7 Superior Sequels (And Some Runners-Up)

Associate Editor, Features; Rotterdam, The Netherlands (@ardvark23)
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Sequels are generally maligned, and most of the time rightly so. If a movie has been financially successful you can count on the fact someone will want to start a franchise out of it, raking in more money out of the same concept. It seems like an easy win: you've already got the first movie to provide word-of-mouth for the second.

There are lots of pitfalls to avoid when making a sequel though: sequels may lack the spark of inspiration and enthusiasm which made the original so good in the first place; stories often suffer as they grow pretty convoluted, to allow the same leads having another adventure like the first one; and realism goes out of the window to get more spectacular visuals.

But the biggest problem remains that when you succeed in creating something exactly as before, the audience has already seen it! Sure, you can blow more things up (or blow things more up) but that only works sometimes. So movie-sequel-history is peppered with bombed groan-fests, artistically hollow successes, moderate failures and all-out embarrassments. 

And, of course, there are exceptions. Here comes my list of sequels which, against age-old tradition, are actually considered to be BETTER than the movie which preceded it...

So how did this happen? The Godfather is generally known and loved as one of the best movies ever made. Wanting to make a sequel, you take the leftovers you didn't film, some flashbacks, you create a new storyline on top of this, which is a VERY convoluted one and seemingly unrelated. And you assemble the same cast, well... except the most famous member of it, who refuses to return even for a cameo.

Doesn't really sound like a recipe for success, does it?

But The Godfather: Part 2 does the unthinkable and succeeds in every way possible. Knowledge of the first movie is an absolute necessity, you need to know, love, hate, dislike these characters before you start with part 2. But as the main storyline shows the moral downfall of Michael Corleone from bad to evil, the flashbacks show how the family got to be this way. The killer acting of everyone involved is a thing to behold. Add that brilliant ending, with its final shattering flashback, and this movie just delivers an emotional hit with the force of a jackhammer.

It even pulls off the remarkable feat of making the first film even better, by explaining things which didn't need to be explained but enrich it nevertheless. A stunning achievement.

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  • J Hurtado

    Gremlins 2, for SURE

  • Got Luger'd

    A glaring error here is the claim that Aliens was critically-panned when it was released. Quite the contrary, it was well-received and went on to get nominated for 7 Oscars, winning two of them. A movie doesn't get critically-panned and get multiple Oscar nominations. A look at IMDB also shows it received several other nominations at the time, even a best foreign film nomination at the Awards of the Japanese Academy.

  • Ard Vijn

    "A movie doesn't get critically-panned and get multiple Oscar nominations."

    Over here, in Europe, it was. I'm from the Netherlands and the press was near-unanimous in condemning this film. One newspaper even called it "that horrible piece of garbage by the makers of Rambo".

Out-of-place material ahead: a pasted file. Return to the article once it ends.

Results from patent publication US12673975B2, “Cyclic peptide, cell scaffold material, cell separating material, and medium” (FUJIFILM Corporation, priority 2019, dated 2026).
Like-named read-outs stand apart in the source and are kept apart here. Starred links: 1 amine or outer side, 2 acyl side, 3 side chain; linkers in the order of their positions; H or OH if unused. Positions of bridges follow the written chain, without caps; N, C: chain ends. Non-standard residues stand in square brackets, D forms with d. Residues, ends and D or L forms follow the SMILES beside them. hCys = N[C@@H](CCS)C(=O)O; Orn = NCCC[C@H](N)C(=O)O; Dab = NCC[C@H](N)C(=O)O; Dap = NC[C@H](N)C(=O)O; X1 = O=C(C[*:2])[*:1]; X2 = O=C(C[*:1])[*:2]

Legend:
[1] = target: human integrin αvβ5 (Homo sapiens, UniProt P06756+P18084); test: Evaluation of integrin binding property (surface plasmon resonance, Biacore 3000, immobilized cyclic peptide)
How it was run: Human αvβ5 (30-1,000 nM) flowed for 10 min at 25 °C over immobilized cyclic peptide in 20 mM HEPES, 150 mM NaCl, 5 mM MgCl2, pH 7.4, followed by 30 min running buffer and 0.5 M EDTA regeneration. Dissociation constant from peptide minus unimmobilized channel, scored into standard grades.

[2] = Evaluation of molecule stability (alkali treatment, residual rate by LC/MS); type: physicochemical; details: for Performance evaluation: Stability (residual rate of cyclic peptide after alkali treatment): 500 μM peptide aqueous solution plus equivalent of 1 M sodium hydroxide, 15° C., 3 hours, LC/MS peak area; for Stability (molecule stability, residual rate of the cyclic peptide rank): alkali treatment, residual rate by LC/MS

Of all the serious newspapers we had here at the time, only one gave ALIENS the benefit of the doubt.

    When Sigourney Weaver got nominated for best actress, several Dutch newspapers even gave the film the wrong name, calling it ALIENS-X (attaching the UK rating by mistake).

    It got funny even, when one of the most renowned movie critics was
    quoted in the television guide, using a five star system. Upon release
    in the cinemas, it got zero stars in the guide. In the years after, you
    could see it creep up, star by star, settling eventually on 4 and being
    hailed as a horror classic by the exact same critic!

    In the UK, FILMS & FILMING magazine hailed ALIENS as a classic upon release, and got chided for inconsistency by other press, as previously they had panned ALIEN.

    So yeah, the press which reached me at the time was pretty damn hostile.

  • gogilesgo

    You have a picture from Sanjuro in your banner but you don't mention THAT movie? A near prefect film that probably defines 'sequels that are better than the original' for me. Some nice choices in the list - Max was always much more fun in his second outing - and some nice crossovers with a very similar list I wrote a while back:

    http://bit.ly/XxSFtl

  • weaselflakes

    Good list. I especially agree with the inclusions of "The Godfather Part II" and "Mad Max 2: The Road Warrior." For me, "The Godfather Part II" enhances "The Godfather" significantly, and "Mad Max 2" can more than stand on its own (it is the only member of the "Mad Max" trilogy to get any repeat playtime here). "Dawn of the Dead" was one of my childhood favorites. It is no longer one of my favorites, but I still admire the film, especially for how effectively it suggests a large-scale apocalypse on its miniscule budget. I disagree with the inclusion of "Blade II" (but hey, the ability to reasonably disagree is the beauty of being human, right?).

    Other sequels worth considering for inclusion on such a list:

    "Bride of Frankenstein,"

    "For a Few Dollars More" (and of course "The Good, the Bad, and the Ugly"),

    "Sanjuro" (arguably superior to "Yojimbo"),

    "Evil Dead II" and "Gremlins 2" (one could make the argument, but both are a bit goofy for my tastes, and are intended as send-ups of sequels),

    "Playtime" and "Oldboy" (though these are "thematic sequels" and probably do not belong in this discussion),

    "The Rescuers Down Under" (I'm not ashamed to admit that this was one of the truly thrilling movie-going experiences of my youth),